This is the first article of a two-part series featuring the perspectives of Miss Janna Erkkilä, a Finnish parent who is also the Director of Research and Development at the Novia University of Applied Sciences. Topping multiple international rankings, Finland’s education system has been hailed as being the crème de la crème; naturally, observers have implored Singaporean bureaucrats to seek inspiration from Finland to rectify an education system that is perceived to be needlessly competitive and stressful.
I think it would be meaningful to inject some diversity to present discussions, and for Singaporeans to read about a different side to the Finland success story (though some might contend that a single view is not exactly the most representative). I believe it is with a balanced exposure to strengths and weaknesses that would allow individuals to develop a more nuanced and balanced evaluation in the pursuit of recommendations.
In 2010, a publication titled “Limitations of the Finnish Educational System” (here) highlighted a number of shortcomings (emphasis mine):
– Students are helped from their earliest years by numerous and benevolent adults. They heartily bond with their teachers. The problem is that there are strong relationships between each student and one or several adults, but there is no group relationship between the students of a class. Each student can work with one or two others; this can also be the norm, as in technology. But I have never seen the thinking of one student being confronted with that of his peers.
– [T]he Finnish educational system lacks periods in the class during which children and teenagers can express their thoughts and listen to the thoughts of others.
They could easily be introduced to the Finnish system as it is right now: because the teachers’ educational position agrees with it; because the Finns debate the lengthening of the school day, considered too short; and because the two massacres in schools call out to the necessity to develop children’s self-expression and communication among the actors of the educational system.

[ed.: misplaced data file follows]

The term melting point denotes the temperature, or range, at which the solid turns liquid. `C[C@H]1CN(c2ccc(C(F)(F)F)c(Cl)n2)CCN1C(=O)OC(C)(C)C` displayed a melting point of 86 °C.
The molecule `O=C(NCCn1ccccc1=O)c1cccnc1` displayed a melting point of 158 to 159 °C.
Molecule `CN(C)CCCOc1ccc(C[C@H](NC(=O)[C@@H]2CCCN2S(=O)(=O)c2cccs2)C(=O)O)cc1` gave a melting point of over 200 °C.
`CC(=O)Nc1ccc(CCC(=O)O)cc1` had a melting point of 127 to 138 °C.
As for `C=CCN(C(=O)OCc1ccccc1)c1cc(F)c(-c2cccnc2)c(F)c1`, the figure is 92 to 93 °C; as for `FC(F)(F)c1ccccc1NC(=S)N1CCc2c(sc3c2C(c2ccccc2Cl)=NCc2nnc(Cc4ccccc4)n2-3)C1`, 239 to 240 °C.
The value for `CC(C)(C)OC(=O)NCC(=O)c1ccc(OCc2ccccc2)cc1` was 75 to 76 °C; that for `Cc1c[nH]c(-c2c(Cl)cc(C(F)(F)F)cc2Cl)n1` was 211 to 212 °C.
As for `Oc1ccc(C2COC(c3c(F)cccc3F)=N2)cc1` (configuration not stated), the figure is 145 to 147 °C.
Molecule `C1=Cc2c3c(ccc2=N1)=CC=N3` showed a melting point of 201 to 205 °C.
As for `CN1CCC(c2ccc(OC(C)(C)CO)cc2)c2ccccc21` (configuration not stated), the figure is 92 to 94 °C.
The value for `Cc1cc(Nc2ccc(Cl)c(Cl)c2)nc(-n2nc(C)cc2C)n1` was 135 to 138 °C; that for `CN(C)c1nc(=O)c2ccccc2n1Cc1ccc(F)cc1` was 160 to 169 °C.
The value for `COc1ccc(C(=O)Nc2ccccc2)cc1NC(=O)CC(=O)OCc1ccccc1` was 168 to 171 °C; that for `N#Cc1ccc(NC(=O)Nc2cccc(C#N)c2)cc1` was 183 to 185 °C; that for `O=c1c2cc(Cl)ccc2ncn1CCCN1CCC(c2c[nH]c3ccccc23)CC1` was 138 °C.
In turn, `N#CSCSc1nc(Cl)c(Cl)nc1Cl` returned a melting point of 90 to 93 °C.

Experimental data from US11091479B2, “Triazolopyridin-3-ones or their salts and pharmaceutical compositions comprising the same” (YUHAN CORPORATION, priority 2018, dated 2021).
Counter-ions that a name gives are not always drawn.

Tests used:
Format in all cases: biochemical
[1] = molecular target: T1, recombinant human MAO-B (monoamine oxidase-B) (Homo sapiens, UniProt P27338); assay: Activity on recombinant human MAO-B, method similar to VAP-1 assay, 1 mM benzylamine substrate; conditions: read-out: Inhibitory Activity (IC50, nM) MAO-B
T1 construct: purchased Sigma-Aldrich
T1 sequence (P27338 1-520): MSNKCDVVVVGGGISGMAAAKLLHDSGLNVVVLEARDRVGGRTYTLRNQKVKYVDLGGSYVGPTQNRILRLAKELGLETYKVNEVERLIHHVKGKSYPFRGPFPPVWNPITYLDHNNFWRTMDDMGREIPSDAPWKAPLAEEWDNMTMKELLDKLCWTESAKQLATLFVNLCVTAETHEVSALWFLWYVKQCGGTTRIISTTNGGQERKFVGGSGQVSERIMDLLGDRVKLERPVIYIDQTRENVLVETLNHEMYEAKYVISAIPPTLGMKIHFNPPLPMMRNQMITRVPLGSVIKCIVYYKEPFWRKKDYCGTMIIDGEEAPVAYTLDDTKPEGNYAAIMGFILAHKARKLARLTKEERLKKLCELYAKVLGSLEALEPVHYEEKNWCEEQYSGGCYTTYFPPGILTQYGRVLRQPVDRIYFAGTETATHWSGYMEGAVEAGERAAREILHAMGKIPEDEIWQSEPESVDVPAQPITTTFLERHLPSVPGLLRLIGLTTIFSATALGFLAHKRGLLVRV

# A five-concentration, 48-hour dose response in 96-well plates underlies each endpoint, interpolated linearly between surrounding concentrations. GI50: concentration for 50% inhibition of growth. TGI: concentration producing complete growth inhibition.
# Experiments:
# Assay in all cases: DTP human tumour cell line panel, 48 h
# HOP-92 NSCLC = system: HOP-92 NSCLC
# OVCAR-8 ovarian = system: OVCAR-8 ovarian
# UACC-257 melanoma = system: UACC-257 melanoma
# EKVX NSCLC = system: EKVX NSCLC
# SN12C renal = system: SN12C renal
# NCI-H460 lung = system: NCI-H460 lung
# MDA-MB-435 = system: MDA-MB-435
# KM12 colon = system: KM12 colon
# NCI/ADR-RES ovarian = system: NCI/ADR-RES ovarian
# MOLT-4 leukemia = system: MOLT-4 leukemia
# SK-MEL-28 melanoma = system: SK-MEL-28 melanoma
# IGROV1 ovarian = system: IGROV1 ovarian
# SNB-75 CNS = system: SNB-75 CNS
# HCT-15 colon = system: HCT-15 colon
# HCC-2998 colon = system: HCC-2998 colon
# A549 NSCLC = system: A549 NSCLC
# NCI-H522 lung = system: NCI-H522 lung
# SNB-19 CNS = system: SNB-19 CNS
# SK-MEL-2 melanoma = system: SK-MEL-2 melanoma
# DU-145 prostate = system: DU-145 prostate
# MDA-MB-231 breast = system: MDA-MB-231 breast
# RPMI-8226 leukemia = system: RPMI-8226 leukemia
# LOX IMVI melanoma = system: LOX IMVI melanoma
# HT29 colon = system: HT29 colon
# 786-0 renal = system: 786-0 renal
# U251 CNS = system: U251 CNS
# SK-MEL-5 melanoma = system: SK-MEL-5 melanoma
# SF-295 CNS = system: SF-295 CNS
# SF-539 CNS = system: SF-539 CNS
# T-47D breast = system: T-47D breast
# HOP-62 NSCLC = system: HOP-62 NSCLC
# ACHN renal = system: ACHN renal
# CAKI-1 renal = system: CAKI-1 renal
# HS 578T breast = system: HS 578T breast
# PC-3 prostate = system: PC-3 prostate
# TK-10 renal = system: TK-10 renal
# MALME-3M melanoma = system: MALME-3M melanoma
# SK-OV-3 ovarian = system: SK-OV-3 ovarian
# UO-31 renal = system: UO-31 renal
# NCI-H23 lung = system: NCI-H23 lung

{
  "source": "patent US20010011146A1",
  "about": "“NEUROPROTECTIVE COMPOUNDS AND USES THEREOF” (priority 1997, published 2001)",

This was the reply by Miss Jaana Erkkilä, adapted (emphasis mine):
Real-World Readings from the Pisa Wonderland
As a mother of three sons, who have never been too much in favour of authoritarian and oppressive relationships between people, I have first hand experience, how our school system kills enthusiasm for inquiring and questioning the ways world functions. I have brought up my children to question and discuss and think critically, to argue and express their opinions. The youngest of the three, when he was attending the second class in primary school in age of 8, came one day late from school and looked very sad. He had had to stay at school after the lessons and write 50 times in his pad “I will never more ask why”. When I called the school and asked for explanation, the answer was that he was disturbing the teacher with his constant questioning.
This spring the same lad is 13 and I have been to school again discussing about his attitude problems. The head teacher said quite in the beginning of the discussion that one can see that the boy is used to discuss with adults. I thought that it was something positive, but from the teachers point of view it is not: a child who is used to discuss, can make provocative remarks, ask hard questions, and show his disrespect in an unpleasant way: arguing and fighting with words.
Of course an adolescent is arrogant and makes mistakes and has not the capacity to consider in all situations, when it really would be wiser and smarter to be silent. But if you have never an opportunity to exercise argumentation, how can you learn it all by sudden in university, or in other real life situations? Finnish way of argumentation is still too often physical violence, especially after some drinks and perhaps a few years inward silent crumbling over something.